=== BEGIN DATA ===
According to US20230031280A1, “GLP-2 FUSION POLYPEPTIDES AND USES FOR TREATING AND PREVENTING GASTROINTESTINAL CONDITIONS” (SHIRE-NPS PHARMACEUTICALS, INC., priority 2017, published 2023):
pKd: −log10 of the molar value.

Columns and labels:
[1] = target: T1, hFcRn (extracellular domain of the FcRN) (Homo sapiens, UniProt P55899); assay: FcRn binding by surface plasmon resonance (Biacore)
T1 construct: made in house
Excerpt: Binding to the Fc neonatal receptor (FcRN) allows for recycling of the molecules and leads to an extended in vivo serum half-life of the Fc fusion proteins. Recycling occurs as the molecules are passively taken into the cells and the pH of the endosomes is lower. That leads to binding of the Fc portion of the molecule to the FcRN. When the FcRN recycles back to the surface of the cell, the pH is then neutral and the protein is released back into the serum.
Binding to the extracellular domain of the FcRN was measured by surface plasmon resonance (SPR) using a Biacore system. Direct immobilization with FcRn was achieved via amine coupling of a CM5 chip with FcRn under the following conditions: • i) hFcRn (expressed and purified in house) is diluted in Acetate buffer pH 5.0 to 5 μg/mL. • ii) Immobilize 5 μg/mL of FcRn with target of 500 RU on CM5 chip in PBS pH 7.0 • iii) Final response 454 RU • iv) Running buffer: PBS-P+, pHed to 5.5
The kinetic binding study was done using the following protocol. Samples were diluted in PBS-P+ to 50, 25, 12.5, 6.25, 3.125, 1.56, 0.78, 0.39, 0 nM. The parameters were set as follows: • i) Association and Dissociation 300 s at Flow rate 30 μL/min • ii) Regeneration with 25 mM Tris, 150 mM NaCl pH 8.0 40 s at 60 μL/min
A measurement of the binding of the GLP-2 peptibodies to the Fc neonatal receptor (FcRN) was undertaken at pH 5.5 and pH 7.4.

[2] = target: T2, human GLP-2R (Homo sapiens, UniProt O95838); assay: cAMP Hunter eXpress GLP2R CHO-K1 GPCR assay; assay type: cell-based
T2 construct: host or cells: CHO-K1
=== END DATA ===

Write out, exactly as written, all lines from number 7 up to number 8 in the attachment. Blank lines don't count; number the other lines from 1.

Binding to the extracellular domain of the FcRN was measured by surface plasmon resonance (SPR) using a Biacore system. Direct immobilization with FcRn was achieved via amine coupling of a CM5 chip with FcRn under the following conditions: • i) hFcRn (expressed and purified in house) is diluted in Acetate buffer pH 5.0 to 5 μg/mL. • ii) Immobilize 5 μg/mL of FcRn with target of 500 RU on CM5 chip in PBS pH 7.0 • iii) Final response 454 RU • iv) Running buffer: PBS-P+, pHed to 5.5
The kinetic binding study was done using the following protocol. Samples were diluted in PBS-P+ to 50, 25, 12.5, 6.25, 3.125, 1.56, 0.78, 0.39, 0 nM. The parameters were set as follows: • i) Association and Dissociation 300 s at Flow rate 30 μL/min • ii) Regeneration with 25 mM Tris, 150 mM NaCl pH 8.0 40 s at 60 μL/min